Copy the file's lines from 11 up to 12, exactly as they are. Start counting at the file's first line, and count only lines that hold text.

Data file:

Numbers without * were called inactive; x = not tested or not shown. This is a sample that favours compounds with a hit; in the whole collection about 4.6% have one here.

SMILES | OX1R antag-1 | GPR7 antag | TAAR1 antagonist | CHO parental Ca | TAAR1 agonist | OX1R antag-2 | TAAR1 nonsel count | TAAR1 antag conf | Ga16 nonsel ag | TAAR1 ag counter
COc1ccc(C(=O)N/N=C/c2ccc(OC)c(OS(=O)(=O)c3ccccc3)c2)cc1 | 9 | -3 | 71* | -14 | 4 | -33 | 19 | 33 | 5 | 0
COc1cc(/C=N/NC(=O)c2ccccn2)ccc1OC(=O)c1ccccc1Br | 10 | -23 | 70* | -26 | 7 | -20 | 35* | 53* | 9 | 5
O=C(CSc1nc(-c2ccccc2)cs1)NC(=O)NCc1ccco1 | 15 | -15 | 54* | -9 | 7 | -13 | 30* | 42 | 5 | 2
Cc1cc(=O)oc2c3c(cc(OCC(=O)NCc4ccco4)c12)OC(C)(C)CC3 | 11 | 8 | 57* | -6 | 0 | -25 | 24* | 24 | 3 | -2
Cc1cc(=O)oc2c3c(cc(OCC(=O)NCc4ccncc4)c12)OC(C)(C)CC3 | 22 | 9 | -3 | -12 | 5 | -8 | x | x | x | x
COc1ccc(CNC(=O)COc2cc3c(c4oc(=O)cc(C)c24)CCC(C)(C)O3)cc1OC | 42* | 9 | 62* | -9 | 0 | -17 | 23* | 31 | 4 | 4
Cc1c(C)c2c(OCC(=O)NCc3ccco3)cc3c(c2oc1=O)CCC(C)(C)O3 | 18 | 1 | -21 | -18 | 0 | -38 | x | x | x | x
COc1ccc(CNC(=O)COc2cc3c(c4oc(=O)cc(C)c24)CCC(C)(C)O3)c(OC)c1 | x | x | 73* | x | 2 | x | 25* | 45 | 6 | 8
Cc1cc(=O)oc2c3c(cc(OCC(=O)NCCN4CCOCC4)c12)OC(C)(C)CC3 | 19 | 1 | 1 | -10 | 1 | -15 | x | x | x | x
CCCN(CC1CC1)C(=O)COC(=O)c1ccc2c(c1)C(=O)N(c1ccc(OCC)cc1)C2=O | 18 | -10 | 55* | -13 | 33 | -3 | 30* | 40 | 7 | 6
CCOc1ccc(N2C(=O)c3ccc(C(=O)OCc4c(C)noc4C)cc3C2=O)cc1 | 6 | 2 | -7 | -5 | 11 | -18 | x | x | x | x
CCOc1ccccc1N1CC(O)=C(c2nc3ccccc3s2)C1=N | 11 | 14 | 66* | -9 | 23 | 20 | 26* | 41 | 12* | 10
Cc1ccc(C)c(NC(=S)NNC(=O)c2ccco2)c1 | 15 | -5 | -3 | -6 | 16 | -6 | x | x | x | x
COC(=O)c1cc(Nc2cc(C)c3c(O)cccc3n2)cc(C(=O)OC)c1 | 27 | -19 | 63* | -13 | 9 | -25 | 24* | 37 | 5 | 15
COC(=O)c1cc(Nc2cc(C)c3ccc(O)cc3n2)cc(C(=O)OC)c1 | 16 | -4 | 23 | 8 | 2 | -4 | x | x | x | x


Cc1cc(=O)oc2c3c(cc(OCC(=O)NCCN4CCOCC4)c12)OC(C)(C)CC3 | 19 | 1 | 1 | -10 | 1 | -15 | x | x | x | x
CCCN(CC1CC1)C(=O)COC(=O)c1ccc2c(c1)C(=O)N(c1ccc(OCC)cc1)C2=O | 18 | -10 | 55* | -13 | 33 | -3 | 30* | 40 | 7 | 6